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Review: early supported discharge may reduce length of hospital stay in patients with acute stroke, but does not reduce death
  1. David Stevenson, RGN, MSc, PGCE
  1. Lecturer in Health Sciences
    University of York, York, UK

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QUESTION: In patients admitted to hospital with acute stroke, do early supported discharge (ESD) services accelerate return to home, improve patient outcomes, and reduce resource use?

Data sources

Studies were identified by searching the Cochrane Stroke Group Specialised Register of Controlled Trials in April 2001 (which includes studies identified through searches of Medline, EMBASE/Excerpta Medica, BIOSIS, DERWENT Drug File, SCISEARCH, and other databases; and handsearches of selected journals, conference proceedings, and books) and by contacting trialists.

Study selection

Randomised controlled trials (RCTs) of patients with stroke were included if they compared conventional hospital discharge procedures with alternative services that aimed to accelerate patient discharge from hospital by providing rehabilitation and/or physical support in community settings (ie, ESD).

Data extraction

Data were extracted on methods, participants, interventions, and outcomes. Main outcomes were death, place of residence, and physical dependency. Secondary outcomes included, among others, resource outcomes such as length of hospital stay and readmissions. Methodological quality of individual trials was assessed (concealment of allocation, intention to treat analysis, and blinding of outcome assessors).

Main results

Of the 9 trials that met the selection criteria, primary outcome data were only available for 4 (n=757, mean/median age ranged from 71–75 y). 3 trials involved units with a coordinated ESD team, which both planned and provided care, whereas the fourth trial had no coordinated ESD team, with care being planned and provided by a range of community stroke services. All 4 trials had concealed allocation to groups and blinded outcome assessment; follow up ranged from 92% to 98%. Meta-analysis of these 4 trials showed that the ESD and conventional care groups did not differ for death, combined death or institutional care, or combined death or dependency (table). Patients in the ESD group had a shorter initial hospital stay than the conventional care group (4 trials, n=741, weighted mean difference –15 d, 95% CI –24 to –6), but did not differ for readmissions (2 trials, n=423, 22% v 22%).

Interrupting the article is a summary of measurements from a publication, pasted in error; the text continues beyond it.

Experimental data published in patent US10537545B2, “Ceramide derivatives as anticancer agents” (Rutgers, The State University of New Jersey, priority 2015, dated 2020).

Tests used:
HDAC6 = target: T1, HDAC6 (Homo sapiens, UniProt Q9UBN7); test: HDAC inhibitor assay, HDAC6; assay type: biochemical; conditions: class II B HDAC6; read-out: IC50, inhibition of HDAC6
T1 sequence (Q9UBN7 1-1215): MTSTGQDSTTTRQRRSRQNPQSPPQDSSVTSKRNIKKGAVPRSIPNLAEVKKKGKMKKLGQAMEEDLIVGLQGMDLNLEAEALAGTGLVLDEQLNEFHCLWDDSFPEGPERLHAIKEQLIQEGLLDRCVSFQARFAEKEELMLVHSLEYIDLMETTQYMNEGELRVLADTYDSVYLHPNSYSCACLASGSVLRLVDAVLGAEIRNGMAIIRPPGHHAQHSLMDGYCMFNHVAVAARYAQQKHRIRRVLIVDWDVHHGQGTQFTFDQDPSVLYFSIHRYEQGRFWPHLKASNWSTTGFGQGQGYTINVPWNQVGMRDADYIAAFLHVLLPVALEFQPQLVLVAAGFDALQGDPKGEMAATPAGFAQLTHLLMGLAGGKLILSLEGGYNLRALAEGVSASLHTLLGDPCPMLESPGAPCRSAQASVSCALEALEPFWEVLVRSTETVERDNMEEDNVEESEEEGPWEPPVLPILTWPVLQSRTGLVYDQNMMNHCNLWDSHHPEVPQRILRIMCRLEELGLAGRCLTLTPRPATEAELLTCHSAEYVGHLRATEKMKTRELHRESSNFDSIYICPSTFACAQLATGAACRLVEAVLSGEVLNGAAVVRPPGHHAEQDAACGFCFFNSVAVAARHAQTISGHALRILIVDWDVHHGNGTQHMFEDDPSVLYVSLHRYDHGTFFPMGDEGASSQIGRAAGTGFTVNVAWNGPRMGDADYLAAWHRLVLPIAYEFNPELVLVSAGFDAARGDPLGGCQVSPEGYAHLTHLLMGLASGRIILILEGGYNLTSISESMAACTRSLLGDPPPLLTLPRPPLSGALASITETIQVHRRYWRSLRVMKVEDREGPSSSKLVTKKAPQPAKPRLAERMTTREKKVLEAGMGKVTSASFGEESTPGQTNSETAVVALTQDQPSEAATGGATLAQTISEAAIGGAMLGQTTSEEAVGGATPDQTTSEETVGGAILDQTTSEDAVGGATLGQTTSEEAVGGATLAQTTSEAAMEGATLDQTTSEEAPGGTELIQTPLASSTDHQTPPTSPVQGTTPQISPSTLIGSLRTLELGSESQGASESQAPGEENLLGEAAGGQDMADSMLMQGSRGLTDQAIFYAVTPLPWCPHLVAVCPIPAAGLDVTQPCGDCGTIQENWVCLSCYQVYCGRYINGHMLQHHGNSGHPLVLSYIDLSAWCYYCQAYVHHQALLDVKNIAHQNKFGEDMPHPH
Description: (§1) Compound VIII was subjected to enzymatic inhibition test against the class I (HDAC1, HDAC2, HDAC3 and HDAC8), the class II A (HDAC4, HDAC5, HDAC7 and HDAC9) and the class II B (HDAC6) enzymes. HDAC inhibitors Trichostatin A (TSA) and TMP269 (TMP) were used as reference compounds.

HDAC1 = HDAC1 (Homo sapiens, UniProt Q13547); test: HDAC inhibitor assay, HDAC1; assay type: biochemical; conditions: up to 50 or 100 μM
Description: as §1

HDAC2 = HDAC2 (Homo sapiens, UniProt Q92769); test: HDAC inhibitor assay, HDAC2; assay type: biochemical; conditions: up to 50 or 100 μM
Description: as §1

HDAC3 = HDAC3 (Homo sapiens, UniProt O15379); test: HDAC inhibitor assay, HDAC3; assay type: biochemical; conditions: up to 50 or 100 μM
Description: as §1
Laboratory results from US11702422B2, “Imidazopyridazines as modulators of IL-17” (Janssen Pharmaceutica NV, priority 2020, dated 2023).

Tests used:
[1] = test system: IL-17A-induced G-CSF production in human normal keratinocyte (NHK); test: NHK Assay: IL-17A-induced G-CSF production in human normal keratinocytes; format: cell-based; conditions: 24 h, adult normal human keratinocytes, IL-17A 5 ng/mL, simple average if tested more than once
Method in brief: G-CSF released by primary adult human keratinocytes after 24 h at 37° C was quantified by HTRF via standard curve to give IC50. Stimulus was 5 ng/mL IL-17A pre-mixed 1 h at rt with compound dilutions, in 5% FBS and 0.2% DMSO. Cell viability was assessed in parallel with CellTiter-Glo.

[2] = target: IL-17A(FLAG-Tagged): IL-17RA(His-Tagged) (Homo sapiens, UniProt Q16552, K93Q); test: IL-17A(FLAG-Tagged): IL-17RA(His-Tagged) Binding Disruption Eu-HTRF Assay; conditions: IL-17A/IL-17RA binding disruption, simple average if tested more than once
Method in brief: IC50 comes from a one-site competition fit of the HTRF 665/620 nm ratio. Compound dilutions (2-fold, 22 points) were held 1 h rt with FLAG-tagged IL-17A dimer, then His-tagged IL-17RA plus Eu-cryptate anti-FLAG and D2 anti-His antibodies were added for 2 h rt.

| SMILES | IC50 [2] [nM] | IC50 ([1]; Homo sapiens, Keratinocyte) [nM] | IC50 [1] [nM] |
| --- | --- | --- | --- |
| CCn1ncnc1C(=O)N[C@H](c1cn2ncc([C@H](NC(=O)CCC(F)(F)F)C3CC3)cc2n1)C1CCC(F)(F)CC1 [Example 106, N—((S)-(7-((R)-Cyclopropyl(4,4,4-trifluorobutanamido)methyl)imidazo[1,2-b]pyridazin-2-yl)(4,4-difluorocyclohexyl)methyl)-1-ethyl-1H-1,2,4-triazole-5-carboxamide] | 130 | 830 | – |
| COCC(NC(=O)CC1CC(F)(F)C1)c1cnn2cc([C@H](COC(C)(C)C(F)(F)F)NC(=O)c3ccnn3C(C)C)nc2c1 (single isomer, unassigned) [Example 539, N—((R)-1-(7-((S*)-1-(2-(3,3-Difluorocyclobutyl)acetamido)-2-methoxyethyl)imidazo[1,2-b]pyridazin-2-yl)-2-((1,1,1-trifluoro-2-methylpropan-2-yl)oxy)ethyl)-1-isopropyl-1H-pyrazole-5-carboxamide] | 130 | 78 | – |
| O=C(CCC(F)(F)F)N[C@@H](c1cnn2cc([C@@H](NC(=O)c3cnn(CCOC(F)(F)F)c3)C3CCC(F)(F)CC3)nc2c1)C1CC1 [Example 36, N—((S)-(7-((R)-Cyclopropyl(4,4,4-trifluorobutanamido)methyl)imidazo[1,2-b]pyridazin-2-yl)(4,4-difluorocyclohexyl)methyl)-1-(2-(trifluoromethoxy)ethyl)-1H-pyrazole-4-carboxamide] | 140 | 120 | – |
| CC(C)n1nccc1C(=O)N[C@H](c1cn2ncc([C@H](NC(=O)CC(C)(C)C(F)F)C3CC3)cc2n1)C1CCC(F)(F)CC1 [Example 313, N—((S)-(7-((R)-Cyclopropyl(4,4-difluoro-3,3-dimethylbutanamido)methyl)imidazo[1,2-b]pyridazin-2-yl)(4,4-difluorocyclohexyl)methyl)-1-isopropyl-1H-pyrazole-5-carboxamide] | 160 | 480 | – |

Early supported discharge (ESD) v conventional care for patients with acute stroke*


In patients admitted to hospital with acute stroke, early supported discharge may reduce length of initial hospital stay, but does not reduce death, combined death or institutional care, or combined death or dependency.


Studies of stroke interventions can be broadly classified as clinical interventions or organisational/service interventions. The systematic review by the ESD Trialists illustrates the complexity and challenges associated with the meta-analysis of organisational/service interventions in stroke. No agreed upon definition of ESD exists; however, clear clinical criteria state that ESD should only be considered if a patient with stroke can safely transfer from bed to chair and if a specialist community stroke rehabilitation team is available.1

In order to provide some structure for the different ESD services included in the review, the trials were divided into 3 levels of service intervention: ESD teams, which both coordinated and provided care (n=6), those that coordinated care only (n=2), and those with no ESD coordination (n=1). The authors acknowledged the diversity of these services and included a subgroup analysis (coordinated ESD team/no coordinated ESD team), while recognising that this subdivision may be oversimplistic.

Although reductions in length of initial hospital stay were achieved by ESD services across trials, only a median of 38% of hospitalised patients met the criteria for ESD. Clearly, ESD is suitable for only some stroke patients admitted to hospital, and clinicians applying these findings should be mindful of this point. It was disappointing that the results for patient and carer outcomes and preferences, and for resource use were inconclusive. The authors also noted a lack of information about the effects of ESD services on carer mood and wellbeing. Shepperd and Iliffe2 noted a greater burden upon carers and little evidence of cost savings with “hospital at home” services. It would be difficult to support the widespread adoption of ESD after stroke without an understanding of the effect this may have upon carers in the community.


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  • Source of funding: Stroke Association UK.

  • For correspondence: Professor P Langhorne, Stroke Unit Trialists’ Collaboration, Glasgow, Scotland, UK.p.langhorne{at}

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